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Jack Flacco wrote a touching post called a change of heart that I really enjoyed, that made me laugh and reminded me of some long forgotten memories. I am often drawn to authors who have Christ within them, even though I cannot always see Him clearly, I can still sense Him in their words. As a child I read so many books looking for evidence of God hidden somewhere in those pages and I found Him, He often revealed Himself to me in the words on those pages, in such a magical way.

Dean Koontz is someone I read a lot of when I was younger, his dark, swirling tales of suspense the last place you would think to go looking for God, and yet I’d turn those pages and sense something, hope, redemption, love for human kind perhaps. Dean Koontz taught me that there are no accidents in the world, that God spelled backwards is dog, and that dogs are the perfect vehicle to teach those of us who haven’t got the eyes to see about the kind of unconditional love our Father has for us.

No, God is not a dog, but I often think He put His grace and purity of spirit in them, so we could come to understand what that looks like.

I have a history with zombies too, not a real one but a metaphorical one, as in addiction and other dysfunctions are rampant, and I have sometimes had this idea that I am being surrounded and swarmed by the undead. Zombies are a pretty common theme in our culture right now, the Walking Dead, the undead dead, all rather symbolic and profound revelations about some long forgotten awareness we have about what it truly means to be dead to Christ. Follow the zombie path down the rabbit hole a bit farther and you encounter this interesting peek into the human psyche, this awareness in the collective human consciousness of how we recognize that a creature could be fully animated and yet totally lacking the Spirit of Life.

“For in him we live, and move, and have our being; as certain also of your own poets have said, For we are also his offspring.”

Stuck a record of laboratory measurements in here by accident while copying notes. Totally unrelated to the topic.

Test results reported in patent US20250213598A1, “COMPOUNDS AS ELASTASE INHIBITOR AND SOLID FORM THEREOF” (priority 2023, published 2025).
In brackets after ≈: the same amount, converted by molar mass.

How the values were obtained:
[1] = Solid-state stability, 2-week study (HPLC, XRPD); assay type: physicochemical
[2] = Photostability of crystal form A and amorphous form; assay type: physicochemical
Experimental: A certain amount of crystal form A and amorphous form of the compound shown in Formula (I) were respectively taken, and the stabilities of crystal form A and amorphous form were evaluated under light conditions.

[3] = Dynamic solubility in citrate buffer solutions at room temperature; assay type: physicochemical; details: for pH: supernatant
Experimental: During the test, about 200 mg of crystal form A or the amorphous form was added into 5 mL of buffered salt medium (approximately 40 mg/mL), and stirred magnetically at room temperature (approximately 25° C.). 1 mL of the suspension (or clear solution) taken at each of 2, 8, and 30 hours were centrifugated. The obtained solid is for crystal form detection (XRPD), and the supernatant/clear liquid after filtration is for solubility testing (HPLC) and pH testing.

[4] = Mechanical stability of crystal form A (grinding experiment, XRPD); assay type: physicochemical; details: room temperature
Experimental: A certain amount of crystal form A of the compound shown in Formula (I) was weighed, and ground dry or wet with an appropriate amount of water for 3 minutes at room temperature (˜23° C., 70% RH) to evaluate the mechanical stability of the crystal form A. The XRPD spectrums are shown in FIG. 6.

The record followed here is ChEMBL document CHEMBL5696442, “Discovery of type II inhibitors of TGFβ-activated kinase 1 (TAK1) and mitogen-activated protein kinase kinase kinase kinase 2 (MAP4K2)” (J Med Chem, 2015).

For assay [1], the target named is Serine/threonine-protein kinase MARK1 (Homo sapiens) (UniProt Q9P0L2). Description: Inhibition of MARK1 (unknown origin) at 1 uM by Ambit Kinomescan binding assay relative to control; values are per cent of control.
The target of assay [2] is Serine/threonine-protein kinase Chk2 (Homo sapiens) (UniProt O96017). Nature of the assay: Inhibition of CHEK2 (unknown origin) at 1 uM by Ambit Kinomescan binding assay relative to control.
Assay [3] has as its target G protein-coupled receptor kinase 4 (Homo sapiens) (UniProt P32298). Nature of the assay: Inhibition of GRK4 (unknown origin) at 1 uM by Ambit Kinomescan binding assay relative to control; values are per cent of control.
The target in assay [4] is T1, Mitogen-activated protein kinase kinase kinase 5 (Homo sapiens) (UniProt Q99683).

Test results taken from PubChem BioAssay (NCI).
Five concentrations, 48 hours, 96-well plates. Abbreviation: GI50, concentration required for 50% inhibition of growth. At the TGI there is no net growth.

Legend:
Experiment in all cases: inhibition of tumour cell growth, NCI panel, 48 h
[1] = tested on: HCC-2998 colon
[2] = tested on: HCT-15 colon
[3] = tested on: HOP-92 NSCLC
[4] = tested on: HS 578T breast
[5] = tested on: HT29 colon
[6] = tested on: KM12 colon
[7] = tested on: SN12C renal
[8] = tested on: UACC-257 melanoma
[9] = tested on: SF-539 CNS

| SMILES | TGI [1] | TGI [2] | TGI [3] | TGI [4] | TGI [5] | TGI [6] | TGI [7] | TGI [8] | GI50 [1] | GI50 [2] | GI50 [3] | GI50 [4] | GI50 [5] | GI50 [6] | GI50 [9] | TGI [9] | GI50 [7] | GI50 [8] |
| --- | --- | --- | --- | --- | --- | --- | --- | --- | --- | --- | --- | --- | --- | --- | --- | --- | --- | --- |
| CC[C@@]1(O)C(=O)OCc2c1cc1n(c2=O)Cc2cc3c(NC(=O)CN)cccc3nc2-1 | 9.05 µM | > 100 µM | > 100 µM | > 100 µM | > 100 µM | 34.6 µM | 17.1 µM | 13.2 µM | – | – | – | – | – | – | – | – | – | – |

A few years back when I was distressed and heavily involved in prayer murmuring about the excessive number of zombies in my world, I took a walk, went around the corner and walked face first into a dozen of them. It was an entire tribe of zombies, all dressed up and doing a pub crawl. Very funny, Lord. I pray for relief from zombies and you drop me on my head right in the midst of them…

It was a particularly memorable moment because as I stumbled around for a few weeks spiritually, metaphorically, I eventually tangled up in some yellow caution tape on the side of a building, but when I looked it didn’t say “caution” at all, it said reserved.  Just one word, reserved, but it resonated through my entire being, it was the precise answer to prayer I had been seeking.

Reserved, set apart, having that hedge of protection around us, very reassuring really.

Jack Flacco begins with, “And earlier this year, I was not into miracles.” I know, right? Me too. I can’t tell you how many times I have informed God that I just don’t believe in such things.

Welcome to the kingdom Jack Flacco, and to the world of endless miracles.

tinkerbell

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